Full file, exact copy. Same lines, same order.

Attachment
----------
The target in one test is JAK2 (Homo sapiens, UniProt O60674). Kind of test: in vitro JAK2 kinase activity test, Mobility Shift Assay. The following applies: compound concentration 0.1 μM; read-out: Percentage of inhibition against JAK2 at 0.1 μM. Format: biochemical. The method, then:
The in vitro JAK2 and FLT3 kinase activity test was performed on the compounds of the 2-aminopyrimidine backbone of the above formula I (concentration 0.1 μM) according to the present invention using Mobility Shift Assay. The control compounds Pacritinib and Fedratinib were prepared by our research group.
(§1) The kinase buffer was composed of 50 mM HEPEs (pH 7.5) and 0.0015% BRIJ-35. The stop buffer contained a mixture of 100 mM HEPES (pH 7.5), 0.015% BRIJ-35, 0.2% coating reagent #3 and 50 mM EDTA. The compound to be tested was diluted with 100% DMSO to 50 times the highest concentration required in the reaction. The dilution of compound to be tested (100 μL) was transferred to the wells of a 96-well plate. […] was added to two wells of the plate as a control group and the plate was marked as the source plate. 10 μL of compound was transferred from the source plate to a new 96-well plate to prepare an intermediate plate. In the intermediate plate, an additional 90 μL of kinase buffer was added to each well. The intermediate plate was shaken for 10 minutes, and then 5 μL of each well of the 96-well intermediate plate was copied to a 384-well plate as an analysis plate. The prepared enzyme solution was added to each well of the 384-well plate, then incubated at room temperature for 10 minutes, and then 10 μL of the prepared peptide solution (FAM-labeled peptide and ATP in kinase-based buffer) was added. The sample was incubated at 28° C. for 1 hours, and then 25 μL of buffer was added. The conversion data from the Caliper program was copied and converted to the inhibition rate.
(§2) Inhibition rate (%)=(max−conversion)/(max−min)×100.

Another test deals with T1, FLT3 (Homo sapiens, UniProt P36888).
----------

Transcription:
The target in one test is JAK2 (Homo sapiens, UniProt O60674). Kind of test: in vitro JAK2 kinase activity test, Mobility Shift Assay. The following applies: compound concentration 0.1 μM; read-out: Percentage of inhibition against JAK2 at 0.1 μM. Format: biochemical. The method, then:
The in vitro JAK2 and FLT3 kinase activity test was performed on the compounds of the 2-aminopyrimidine backbone of the above formula I (concentration 0.1 μM) according to the present invention using Mobility Shift Assay. The control compounds Pacritinib and Fedratinib were prepared by our research group.
(§1) The kinase buffer was composed of 50 mM HEPEs (pH 7.5) and 0.0015% BRIJ-35. The stop buffer contained a mixture of 100 mM HEPES (pH 7.5), 0.015% BRIJ-35, 0.2% coating reagent #3 and 50 mM EDTA. The compound to be tested was diluted with 100% DMSO to 50 times the highest concentration required in the reaction. The dilution of compound to be tested (100 μL) was transferred to the wells of a 96-well plate. […] was added to two wells of the plate as a control group and the plate was marked as the source plate. 10 μL of compound was transferred from the source plate to a new 96-well plate to prepare an intermediate plate. In the intermediate plate, an additional 90 μL of kinase buffer was added to each well. The intermediate plate was shaken for 10 minutes, and then 5 μL of each well of the 96-well intermediate plate was copied to a 384-well plate as an analysis plate. The prepared enzyme solution was added to each well of the 384-well plate, then incubated at room temperature for 10 minutes, and then 10 μL of the prepared peptide solution (FAM-labeled peptide and ATP in kinase-based buffer) was added. The sample was incubated at 28° C. for 1 hours, and then 25 μL of buffer was added. The conversion data from the Caliper program was copied and converted to the inhibition rate.
(§2) Inhibition rate (%)=(max−conversion)/(max−min)×100.

Another test deals with T1, FLT3 (Homo sapiens, UniProt P36888).